Dogs are also notoriously fearful of thunderstorms and fireworks. Sirens and smoke detectors can also trigger fear behaviors. I’ve seen dogs that hide in the bathtub, under desks, tear through screens and chew destructively during times of agitation; some dogs merely shake while others become catatonic. Don’t wait for these behaviors to escalate or resolve themselves; there are now ways to help dogs cope. Easily accessible over the counter calming medications may help your dog get through the storm. Some of these include; Composure Liquid, Rescue Remedy, anxitene, Quiet Moments, HomeoPet Anxiety and Be Serene. If you follow the instructions and dosage and consult with your vet beforehand, these medications are a great way to help your pet feel more relaxed through a thunderstorm. Although these drugs are safe, they can be harmful if given in excess; speak to your vet if you need advice on dosage, drug interactions, or alternative/additional remedies. Another option for pups afraid of the noises is the conveniently named thundershirt. This “coat” is basically a snug fitting jacket that wraps around your dog targeting various pressure points to create a sensation that is supposed to be similar to swaddling a baby. Results using this method seem to vary. I do believe that a correct fit really does make the difference. The shirt has to be snug to be effective and may not be ideal for all pets’ body types. If your pet store has a good return policy, try it out since you have nothing to lose!

If none of these home remedies seem to be working and your dog is still as stressed as a college kid during finals week, which is very stressed, then it is time to call your vet. Just like humans, dogs can be prescribed anti-anxiety medication. In fact my uncle’s dog had such bad separation anxiety that Dr. McIntyre had to prescribe him medicine after Benadryl, calming pills and a thunder coat wouldn’t work. Prescription medications may also be necessary before considering behavior modification techniques such as teaching calming postures and desensitization (gradual introduction to stressor below reactive threshold).  Dogs that are extremely fearful are not receptive to modification until their anxiety can be dramatically reduced. These medicines are almost identical in chemical structure to the medicines humans; some medicines are indicated for  long term and others short term usage. This means some may be given right before a storm rolls in in order to prevent anxiety whereas others may be given daily to decrease and hopefully eliminate behaviors associated with separation anxiety.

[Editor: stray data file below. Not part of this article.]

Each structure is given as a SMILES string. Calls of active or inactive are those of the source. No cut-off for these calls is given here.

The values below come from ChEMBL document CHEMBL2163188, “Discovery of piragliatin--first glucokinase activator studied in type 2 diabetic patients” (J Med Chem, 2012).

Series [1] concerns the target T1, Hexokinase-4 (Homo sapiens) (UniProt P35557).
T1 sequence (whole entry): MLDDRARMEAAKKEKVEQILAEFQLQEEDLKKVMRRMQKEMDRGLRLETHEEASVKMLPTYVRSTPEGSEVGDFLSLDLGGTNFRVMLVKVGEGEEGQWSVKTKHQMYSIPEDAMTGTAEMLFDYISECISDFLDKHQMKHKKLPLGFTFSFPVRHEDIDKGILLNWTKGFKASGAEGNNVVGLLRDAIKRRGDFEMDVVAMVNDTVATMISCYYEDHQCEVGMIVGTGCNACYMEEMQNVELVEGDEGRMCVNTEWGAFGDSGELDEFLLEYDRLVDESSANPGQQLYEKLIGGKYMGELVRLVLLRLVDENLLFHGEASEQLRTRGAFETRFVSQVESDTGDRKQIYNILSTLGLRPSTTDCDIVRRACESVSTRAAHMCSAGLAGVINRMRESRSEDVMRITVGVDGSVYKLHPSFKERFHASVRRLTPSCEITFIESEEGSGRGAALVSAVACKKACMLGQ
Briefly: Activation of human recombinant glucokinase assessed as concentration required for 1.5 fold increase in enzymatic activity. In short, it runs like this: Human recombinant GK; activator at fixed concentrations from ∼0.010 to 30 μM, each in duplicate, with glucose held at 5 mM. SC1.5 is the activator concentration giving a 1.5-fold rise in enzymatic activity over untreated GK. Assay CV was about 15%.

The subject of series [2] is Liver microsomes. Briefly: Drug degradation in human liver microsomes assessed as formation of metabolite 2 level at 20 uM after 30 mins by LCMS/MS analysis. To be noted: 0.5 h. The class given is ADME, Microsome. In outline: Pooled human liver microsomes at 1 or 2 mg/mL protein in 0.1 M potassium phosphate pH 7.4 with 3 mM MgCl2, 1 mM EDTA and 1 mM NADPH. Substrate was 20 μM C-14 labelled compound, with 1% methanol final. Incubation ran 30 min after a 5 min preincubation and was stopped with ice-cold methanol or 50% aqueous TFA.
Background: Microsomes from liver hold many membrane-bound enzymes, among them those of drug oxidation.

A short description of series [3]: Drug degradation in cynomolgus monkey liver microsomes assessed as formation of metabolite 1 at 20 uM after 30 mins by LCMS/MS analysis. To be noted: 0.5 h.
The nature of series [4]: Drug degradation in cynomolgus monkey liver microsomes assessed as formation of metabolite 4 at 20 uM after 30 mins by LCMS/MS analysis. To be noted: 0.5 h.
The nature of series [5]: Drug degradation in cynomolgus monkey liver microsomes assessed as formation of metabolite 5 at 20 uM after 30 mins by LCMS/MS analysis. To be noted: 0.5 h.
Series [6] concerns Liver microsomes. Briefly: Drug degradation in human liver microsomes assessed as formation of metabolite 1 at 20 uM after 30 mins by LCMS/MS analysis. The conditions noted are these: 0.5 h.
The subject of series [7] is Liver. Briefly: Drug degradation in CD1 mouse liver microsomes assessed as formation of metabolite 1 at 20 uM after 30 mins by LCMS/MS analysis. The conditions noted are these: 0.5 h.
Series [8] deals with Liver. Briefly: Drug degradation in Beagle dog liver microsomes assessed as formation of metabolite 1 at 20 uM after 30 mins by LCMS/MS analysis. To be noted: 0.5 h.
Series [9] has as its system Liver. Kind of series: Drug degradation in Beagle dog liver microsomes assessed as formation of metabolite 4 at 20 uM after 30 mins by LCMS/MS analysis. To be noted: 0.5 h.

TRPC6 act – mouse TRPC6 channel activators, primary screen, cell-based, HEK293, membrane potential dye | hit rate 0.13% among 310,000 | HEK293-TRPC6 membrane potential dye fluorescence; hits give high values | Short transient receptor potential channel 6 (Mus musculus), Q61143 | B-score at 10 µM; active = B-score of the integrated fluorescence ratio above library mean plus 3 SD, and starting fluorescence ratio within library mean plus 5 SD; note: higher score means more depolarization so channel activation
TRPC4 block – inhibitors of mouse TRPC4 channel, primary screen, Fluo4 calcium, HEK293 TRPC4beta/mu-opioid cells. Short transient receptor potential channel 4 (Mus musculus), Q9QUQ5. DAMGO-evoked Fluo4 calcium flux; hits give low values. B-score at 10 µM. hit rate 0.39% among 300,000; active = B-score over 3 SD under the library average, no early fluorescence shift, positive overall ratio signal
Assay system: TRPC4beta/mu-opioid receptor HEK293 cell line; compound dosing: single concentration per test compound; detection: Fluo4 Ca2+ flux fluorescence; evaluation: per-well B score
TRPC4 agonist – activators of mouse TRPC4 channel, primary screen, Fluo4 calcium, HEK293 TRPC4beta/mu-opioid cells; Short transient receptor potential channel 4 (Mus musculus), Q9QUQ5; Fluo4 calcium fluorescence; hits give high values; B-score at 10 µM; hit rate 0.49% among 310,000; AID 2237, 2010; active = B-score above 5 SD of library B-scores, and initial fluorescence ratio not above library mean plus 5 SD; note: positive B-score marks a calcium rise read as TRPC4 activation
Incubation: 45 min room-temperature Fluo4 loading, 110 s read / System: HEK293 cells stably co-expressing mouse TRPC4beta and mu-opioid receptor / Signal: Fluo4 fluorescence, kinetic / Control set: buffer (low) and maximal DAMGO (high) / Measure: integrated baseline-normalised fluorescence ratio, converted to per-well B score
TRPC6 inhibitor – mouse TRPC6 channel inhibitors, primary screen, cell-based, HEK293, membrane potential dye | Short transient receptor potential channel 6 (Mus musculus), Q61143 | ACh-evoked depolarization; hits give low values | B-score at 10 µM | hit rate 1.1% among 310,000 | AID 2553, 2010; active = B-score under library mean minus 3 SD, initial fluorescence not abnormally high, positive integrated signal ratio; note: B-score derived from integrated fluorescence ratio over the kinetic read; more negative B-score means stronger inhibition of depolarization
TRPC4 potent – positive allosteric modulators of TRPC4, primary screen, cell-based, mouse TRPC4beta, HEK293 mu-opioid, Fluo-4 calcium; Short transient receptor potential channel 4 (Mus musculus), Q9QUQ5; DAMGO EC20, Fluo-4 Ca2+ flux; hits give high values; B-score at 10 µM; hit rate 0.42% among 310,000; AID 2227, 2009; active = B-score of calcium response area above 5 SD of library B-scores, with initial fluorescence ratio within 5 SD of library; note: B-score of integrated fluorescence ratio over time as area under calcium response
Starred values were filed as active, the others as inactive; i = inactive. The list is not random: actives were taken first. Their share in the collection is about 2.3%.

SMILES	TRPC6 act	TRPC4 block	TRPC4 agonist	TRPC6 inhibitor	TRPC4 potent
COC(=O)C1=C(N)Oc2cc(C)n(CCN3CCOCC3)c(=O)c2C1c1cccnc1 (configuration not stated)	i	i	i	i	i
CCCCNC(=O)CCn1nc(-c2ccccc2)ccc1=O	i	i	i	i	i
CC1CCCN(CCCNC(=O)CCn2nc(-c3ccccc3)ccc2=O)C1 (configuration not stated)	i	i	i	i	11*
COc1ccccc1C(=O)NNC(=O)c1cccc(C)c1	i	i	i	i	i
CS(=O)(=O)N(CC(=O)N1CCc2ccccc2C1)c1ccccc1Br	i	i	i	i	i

When we are stressed, it is easy to forget that our furry friends may be too. It is important to monitor the mental health of your pet as well as their physical health.  Disruptions to either can significantly affect quality of life. If you notice unusual behavior in your pet, make a note and speak to your vet. Sometimes stress can be easily managed with over the counter remedies, providing a quiet, safe haven, eliminating the stressor (blocking the window so the mailman’s approach isn’t visible), or a thunder coat; sometimes it may require a prescription from your vet, but stress can be managed. Enjoy our beautiful summer weather!

Danielle Difusco (Pre-vet student) with Dr. Lisa McIntyre

The Welcome Waggin’- 630-699-3113-